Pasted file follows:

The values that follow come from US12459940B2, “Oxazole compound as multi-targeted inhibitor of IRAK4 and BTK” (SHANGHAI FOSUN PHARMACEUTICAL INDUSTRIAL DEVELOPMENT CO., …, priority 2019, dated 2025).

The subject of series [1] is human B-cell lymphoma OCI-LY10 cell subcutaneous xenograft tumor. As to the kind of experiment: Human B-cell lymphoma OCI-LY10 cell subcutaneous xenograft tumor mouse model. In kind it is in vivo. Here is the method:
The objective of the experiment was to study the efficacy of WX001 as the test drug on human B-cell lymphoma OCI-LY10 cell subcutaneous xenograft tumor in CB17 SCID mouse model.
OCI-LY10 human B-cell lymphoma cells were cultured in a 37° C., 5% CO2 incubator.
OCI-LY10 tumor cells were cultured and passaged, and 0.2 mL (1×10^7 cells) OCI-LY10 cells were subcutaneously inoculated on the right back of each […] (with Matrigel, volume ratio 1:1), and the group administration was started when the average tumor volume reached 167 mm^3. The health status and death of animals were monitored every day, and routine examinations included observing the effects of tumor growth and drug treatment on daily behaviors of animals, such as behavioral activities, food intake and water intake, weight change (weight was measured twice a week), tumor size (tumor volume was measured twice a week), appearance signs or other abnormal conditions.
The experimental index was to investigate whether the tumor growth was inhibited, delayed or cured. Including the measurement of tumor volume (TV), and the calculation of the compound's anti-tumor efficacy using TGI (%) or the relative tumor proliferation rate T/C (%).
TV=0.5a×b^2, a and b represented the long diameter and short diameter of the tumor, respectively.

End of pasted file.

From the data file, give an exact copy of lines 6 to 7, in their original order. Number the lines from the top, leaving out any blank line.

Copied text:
The experimental index was to investigate whether the tumor growth was inhibited, delayed or cured. Including the measurement of tumor volume (TV), and the calculation of the compound's anti-tumor efficacy using TGI (%) or the relative tumor proliferation rate T/C (%).
TV=0.5a×b^2, a and b represented the long diameter and short diameter of the tumor, respectively.